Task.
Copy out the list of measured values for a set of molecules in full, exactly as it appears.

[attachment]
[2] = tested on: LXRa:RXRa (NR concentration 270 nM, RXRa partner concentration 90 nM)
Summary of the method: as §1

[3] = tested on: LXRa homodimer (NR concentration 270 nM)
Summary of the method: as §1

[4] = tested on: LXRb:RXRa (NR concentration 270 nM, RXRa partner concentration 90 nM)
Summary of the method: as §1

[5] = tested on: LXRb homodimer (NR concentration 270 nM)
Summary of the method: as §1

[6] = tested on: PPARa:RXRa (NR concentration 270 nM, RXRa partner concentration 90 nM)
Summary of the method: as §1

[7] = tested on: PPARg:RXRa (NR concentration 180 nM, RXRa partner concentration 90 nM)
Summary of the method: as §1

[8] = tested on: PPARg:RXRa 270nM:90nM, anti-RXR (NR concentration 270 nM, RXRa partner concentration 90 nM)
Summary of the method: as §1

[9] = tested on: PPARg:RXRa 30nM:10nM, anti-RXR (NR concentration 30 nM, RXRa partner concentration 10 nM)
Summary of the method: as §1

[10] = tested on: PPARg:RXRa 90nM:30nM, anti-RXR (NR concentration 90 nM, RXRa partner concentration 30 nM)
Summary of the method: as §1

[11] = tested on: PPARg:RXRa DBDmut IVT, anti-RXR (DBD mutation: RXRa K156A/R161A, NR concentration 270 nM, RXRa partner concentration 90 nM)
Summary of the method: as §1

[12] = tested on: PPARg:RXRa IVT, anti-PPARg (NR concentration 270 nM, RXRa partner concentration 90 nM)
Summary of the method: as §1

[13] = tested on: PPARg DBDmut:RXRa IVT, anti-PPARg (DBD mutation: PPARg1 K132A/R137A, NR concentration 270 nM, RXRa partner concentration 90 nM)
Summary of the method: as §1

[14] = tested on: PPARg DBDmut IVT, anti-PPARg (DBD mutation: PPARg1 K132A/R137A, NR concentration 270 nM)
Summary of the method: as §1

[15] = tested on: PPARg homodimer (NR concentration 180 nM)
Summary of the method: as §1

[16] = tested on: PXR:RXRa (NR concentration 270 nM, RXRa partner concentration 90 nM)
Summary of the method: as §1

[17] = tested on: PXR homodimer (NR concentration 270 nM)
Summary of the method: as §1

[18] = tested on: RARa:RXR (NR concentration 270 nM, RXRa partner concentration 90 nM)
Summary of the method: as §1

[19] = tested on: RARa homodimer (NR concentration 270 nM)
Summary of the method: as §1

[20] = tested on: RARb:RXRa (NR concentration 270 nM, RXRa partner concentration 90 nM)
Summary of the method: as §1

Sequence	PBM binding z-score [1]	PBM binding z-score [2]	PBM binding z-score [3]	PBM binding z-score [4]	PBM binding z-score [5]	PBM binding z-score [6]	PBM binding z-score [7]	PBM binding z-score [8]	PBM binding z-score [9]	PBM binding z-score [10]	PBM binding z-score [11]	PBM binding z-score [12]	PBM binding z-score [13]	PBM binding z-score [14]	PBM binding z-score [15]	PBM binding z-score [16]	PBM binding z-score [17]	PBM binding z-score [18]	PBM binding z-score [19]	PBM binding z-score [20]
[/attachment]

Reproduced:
[2] = tested on: LXRa:RXRa (NR concentration 270 nM, RXRa partner concentration 90 nM)
Summary of the method: as §1

[3] = tested on: LXRa homodimer (NR concentration 270 nM)
Summary of the method: as §1

[4] = tested on: LXRb:RXRa (NR concentration 270 nM, RXRa partner concentration 90 nM)
Summary of the method: as §1

[5] = tested on: LXRb homodimer (NR concentration 270 nM)
Summary of the method: as §1

[6] = tested on: PPARa:RXRa (NR concentration 270 nM, RXRa partner concentration 90 nM)
Summary of the method: as §1

[7] = tested on: PPARg:RXRa (NR concentration 180 nM, RXRa partner concentration 90 nM)
Summary of the method: as §1

[8] = tested on: PPARg:RXRa 270nM:90nM, anti-RXR (NR concentration 270 nM, RXRa partner concentration 90 nM)
Summary of the method: as §1

[9] = tested on: PPARg:RXRa 30nM:10nM, anti-RXR (NR concentration 30 nM, RXRa partner concentration 10 nM)
Summary of the method: as §1

[10] = tested on: PPARg:RXRa 90nM:30nM, anti-RXR (NR concentration 90 nM, RXRa partner concentration 30 nM)
Summary of the method: as §1

[11] = tested on: PPARg:RXRa DBDmut IVT, anti-RXR (DBD mutation: RXRa K156A/R161A, NR concentration 270 nM, RXRa partner concentration 90 nM)
Summary of the method: as §1

[12] = tested on: PPARg:RXRa IVT, anti-PPARg (NR concentration 270 nM, RXRa partner concentration 90 nM)
Summary of the method: as §1

[13] = tested on: PPARg DBDmut:RXRa IVT, anti-PPARg (DBD mutation: PPARg1 K132A/R137A, NR concentration 270 nM, RXRa partner concentration 90 nM)
Summary of the method: as §1

[14] = tested on: PPARg DBDmut IVT, anti-PPARg (DBD mutation: PPARg1 K132A/R137A, NR concentration 270 nM)
Summary of the method: as §1

[15] = tested on: PPARg homodimer (NR concentration 180 nM)
Summary of the method: as §1

[16] = tested on: PXR:RXRa (NR concentration 270 nM, RXRa partner concentration 90 nM)
Summary of the method: as §1

[17] = tested on: PXR homodimer (NR concentration 270 nM)
Summary of the method: as §1

[18] = tested on: RARa:RXR (NR concentration 270 nM, RXRa partner concentration 90 nM)
Summary of the method: as §1

[19] = tested on: RARa homodimer (NR concentration 270 nM)
Summary of the method: as §1

[20] = tested on: RARb:RXRa (NR concentration 270 nM, RXRa partner concentration 90 nM)
Summary of the method: as §1

Sequence	PBM binding z-score [1]	PBM binding z-score [2]	PBM binding z-score [3]	PBM binding z-score [4]	PBM binding z-score [5]	PBM binding z-score [6]	PBM binding z-score [7]	PBM binding z-score [8]	PBM binding z-score [9]	PBM binding z-score [10]	PBM binding z-score [11]	PBM binding z-score [12]	PBM binding z-score [13]	PBM binding z-score [14]	PBM binding z-score [15]	PBM binding z-score [16]	PBM binding z-score [17]	PBM binding z-score [18]	PBM binding z-score [19]	PBM binding z-score [20]